2016: ‘This Year of Gracie’
Well, another year in Gracie-land has passed, and WOW what a year it has been. I can safely say, that since the death of ‘Our Gracie’ 37 years ago, 2016 has been the most eventful and important year in the ‘Gracie Fields Story.’
At the end of our roundup last year, we promised you an exciting 2016, and I think that all of us here at the ‘Official Gracie Fields’ have well and truly worked towards delivering that.
So, here is our round-up of what has happened in our Gracie Fields world during the last twelve months that we know of:
JANUARY started off with the unveiling of the first of eight specially designed purple plaques; that when all have been unveiled will go to form a Heritage Trail around Rochdale. The locations of these plaques was chosen by us, along with the information and wording. It seemed only fitting therefore that on January 9th, Gracie’s 118th Birthday, the first plaque was unveiled on Molesworth Street on the site of her birth.
The following week, with a visit from Spain from our own Chris Webster, Seb visited Liverpool with reel-to-reel tapes belonging to Shaun (a whole team effort!) to begin work on transferring the original off-air recordings of some of Gracie’s TV appearances from the 1950s (more information on these soon!) Seb
and Chris also paid a visit to the Pierhead inLiverpool where the names of crew-members who sadly died on board the SS Gracie Fields in 1940 are listed – a fact we’d not realised before! Another Liverpool Gracie-weekend occurred on the 22nd, when Shaun visited from Wales with piles of 78rpms for us to all sort through!
On January 18th everyone was taken by surprise when TalkingPicturesTV broadcast the ultra-rare 1933 Gracie film ‘This Week of Grace.’ Although collectors have had a very poor copy for years, the British Film Institute in 2010 had restored and shown the film, at an event in London (Shaun and Seb attended this special event, after spending the day Gracie house-hunting in London with our friend David Hornby). It was great to see TalkingPictures broadcast the film, with the promise of a DVD release later in the year (released on March 11th), many fans have barraged them with emails suggesting this for quite some time!
FEBRUARY 8th, saw a very special and secret meeting was held in Rochdale, where Cllr Janet Emsley, Richard Farnell (Leader of the Council), Frank and Donald (Rochdale Rotary) and Seb, saw the maquette for Gracies statue for the first time. After over three years of meetings, plans had finally come to fruition and we saw Sean Hedges-Quinn’s stunning vision for the first time in miniature. (Seb’s only comment to make, after starting open-mouthed for quite a while) was that Gracie needed to have a headscarf in her hand –an important detail which was promised to be added!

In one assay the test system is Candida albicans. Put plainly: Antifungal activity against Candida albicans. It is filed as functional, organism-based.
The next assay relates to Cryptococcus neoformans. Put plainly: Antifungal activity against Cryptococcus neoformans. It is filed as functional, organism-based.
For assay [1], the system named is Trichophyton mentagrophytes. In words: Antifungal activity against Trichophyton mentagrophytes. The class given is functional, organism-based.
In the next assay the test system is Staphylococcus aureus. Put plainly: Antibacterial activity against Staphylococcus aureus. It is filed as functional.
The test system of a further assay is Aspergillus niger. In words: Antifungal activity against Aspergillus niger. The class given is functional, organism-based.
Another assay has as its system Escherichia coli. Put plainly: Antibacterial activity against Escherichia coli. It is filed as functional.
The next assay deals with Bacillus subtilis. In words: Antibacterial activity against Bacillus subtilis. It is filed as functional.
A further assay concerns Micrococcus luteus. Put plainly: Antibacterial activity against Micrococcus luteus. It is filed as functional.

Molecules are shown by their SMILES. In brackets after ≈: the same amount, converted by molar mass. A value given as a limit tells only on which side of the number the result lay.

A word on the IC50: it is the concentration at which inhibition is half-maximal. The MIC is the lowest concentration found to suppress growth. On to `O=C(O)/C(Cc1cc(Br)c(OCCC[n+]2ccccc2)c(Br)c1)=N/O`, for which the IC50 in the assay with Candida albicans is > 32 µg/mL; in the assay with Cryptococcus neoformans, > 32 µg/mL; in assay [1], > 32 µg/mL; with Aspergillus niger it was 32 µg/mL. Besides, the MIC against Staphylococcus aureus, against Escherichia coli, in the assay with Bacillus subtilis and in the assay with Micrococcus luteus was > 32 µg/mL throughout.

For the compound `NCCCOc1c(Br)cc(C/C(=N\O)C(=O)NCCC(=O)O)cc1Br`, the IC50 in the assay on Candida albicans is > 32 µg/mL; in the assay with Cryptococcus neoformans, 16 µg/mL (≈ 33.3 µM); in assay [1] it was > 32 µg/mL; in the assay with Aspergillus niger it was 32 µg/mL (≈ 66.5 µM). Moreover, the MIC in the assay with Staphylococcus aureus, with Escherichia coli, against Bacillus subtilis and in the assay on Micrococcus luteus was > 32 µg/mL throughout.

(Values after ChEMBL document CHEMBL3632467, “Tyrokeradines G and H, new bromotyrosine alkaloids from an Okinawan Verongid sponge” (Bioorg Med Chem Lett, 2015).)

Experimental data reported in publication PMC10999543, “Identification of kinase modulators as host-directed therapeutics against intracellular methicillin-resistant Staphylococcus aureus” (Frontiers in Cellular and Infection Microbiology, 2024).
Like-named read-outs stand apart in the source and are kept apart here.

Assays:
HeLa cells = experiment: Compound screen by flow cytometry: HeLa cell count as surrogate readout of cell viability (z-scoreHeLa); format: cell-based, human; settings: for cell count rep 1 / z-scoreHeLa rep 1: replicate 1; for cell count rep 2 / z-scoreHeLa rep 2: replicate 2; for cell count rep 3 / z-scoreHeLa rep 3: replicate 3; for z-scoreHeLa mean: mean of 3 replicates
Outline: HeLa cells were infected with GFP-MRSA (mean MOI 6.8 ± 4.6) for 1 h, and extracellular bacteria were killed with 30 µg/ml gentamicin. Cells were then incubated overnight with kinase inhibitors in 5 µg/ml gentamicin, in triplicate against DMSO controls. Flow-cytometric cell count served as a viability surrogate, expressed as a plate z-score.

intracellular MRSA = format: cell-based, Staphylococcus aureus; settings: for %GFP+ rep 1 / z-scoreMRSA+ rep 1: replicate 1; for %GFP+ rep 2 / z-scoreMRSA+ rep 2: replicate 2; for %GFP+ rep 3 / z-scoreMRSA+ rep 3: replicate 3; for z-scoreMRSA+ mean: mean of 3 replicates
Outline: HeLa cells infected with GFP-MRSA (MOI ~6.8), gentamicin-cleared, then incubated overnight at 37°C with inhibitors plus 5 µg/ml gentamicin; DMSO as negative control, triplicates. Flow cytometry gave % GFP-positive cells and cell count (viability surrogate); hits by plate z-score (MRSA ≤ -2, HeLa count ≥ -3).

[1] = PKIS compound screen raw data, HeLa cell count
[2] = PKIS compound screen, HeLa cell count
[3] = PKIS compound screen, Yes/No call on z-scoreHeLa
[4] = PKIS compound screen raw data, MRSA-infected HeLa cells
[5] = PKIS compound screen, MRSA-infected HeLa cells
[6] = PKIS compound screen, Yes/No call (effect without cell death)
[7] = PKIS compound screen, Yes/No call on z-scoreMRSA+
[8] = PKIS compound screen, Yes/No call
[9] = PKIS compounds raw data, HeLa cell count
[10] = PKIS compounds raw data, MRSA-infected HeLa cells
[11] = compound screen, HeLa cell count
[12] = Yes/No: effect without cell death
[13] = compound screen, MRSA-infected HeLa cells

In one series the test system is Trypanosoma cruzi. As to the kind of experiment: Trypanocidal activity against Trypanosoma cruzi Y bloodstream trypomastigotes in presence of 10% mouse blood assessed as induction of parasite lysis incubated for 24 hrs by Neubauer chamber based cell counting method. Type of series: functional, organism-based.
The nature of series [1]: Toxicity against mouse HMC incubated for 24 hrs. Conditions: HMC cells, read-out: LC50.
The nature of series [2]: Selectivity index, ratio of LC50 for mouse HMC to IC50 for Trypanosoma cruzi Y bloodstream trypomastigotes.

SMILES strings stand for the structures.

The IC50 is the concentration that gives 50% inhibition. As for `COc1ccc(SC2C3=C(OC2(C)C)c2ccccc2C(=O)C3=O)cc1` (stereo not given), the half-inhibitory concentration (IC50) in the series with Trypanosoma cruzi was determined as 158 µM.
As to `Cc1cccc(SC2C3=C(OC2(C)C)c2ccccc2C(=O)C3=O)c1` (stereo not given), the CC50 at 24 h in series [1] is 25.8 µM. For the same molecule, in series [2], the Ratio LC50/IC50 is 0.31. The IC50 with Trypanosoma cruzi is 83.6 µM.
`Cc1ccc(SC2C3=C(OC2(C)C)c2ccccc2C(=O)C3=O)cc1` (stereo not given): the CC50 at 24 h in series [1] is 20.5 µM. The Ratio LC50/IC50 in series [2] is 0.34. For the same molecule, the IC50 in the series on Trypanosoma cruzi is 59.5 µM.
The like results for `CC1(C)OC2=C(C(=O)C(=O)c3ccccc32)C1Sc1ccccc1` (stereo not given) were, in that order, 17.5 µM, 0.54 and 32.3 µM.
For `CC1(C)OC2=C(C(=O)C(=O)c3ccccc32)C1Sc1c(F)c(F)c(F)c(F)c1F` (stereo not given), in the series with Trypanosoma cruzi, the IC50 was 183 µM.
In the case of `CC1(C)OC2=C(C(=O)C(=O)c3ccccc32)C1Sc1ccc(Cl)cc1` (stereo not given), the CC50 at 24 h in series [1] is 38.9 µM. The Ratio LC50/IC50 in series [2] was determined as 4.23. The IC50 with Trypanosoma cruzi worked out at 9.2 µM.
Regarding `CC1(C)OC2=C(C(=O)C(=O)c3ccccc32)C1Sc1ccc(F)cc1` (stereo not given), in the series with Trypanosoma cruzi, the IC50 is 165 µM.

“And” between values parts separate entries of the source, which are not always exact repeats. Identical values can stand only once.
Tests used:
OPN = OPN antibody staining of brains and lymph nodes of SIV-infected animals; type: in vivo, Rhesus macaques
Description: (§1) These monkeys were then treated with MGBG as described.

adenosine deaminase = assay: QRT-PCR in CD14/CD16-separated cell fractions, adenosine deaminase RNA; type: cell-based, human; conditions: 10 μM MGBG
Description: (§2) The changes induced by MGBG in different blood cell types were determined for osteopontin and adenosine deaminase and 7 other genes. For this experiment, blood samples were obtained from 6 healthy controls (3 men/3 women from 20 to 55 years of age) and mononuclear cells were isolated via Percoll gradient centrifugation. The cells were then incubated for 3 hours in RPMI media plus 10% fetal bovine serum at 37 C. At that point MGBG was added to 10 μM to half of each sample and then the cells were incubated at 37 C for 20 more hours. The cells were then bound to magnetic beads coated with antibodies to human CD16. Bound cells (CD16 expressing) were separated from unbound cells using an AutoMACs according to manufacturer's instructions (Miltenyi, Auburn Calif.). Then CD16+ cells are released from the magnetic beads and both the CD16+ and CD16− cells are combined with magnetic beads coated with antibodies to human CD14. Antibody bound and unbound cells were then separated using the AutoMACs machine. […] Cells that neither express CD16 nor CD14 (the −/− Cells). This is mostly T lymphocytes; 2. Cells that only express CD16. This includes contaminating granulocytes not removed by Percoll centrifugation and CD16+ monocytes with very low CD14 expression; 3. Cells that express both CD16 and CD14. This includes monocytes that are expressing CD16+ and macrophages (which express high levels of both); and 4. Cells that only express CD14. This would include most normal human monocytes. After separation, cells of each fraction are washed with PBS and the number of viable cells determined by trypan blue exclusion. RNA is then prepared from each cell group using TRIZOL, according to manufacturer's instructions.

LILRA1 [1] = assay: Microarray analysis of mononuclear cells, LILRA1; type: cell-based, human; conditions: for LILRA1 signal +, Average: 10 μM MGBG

Two days later the second Heritage Trail plaque was unveiled, marking the site of the former Hippodrome and Old Circus theatres where Gracie gave her first stages performances. The building no longer being there, attendees on the day had to scramble through muddy public flower beds to be able to unveil the plaque! Seb was again in Rochdale the following week on the 16th to discuss plans for an exhibition of his own collection with Janet, who also took him on a very interesting and exciting private tour of Rochdale Town Hall!
All through January and February we were liaising with the staff and production team at the Oldham Coliseum Theatre, in preparation for their upcoming musical production of ‘Our Gracie.’ Providing script suggestions, sheet music copies, anecdotes and factual references (including a piece in the programme) the play opened on March 4th.
Although we had never actually met Sue Devaney before, we had seen her perform at the original Press Conference announcing the play), and it was with great trepidation that Seb braved the snow-storms and went “tramping back to Oldham” to see the show.
Little needs to be said about how fantastic the show was, other than that Seb went back 5 times to see it! Sue truly put in a stellar performance as Our Gracie, as I told her time and time again. There was only one little niggle I had with the show, and it was (thankfully) one that Sue shared too: but overall, the show brought the spirit, fun and energy of ‘Our Gracie’ to life, and packed out houses in Oldham and Stoke night after night.
During this run, we got to know the lovely Sue and we’re pleased to have her as a great Gracie-friend, as well as Ben (aka Harry Parr-Davies). Keep an eye out next year for another exciting announcement in regards to this….but that’s a secret for now! Also during the run, Sue unveiled the next Gracie Heritage Plaque on Milkstone Road, at the site of the former corner shop run by Gracie’s close family friends the Schofields, and Sue was honoured with the ‘Pride of Rochdale’ award.
Following the closure of the successful show (before it transferred to Stoke-on-Trent), Seb and Sue attended an evening held by Rochdale Rotary East, where Sue gave a talk about her own life performing and linking it to Gracie, rounded up by Seb giving ‘the quickest version of the Gracie Fields story ever,’ with a focus on my thoughts on Sue’s performance as the great lady.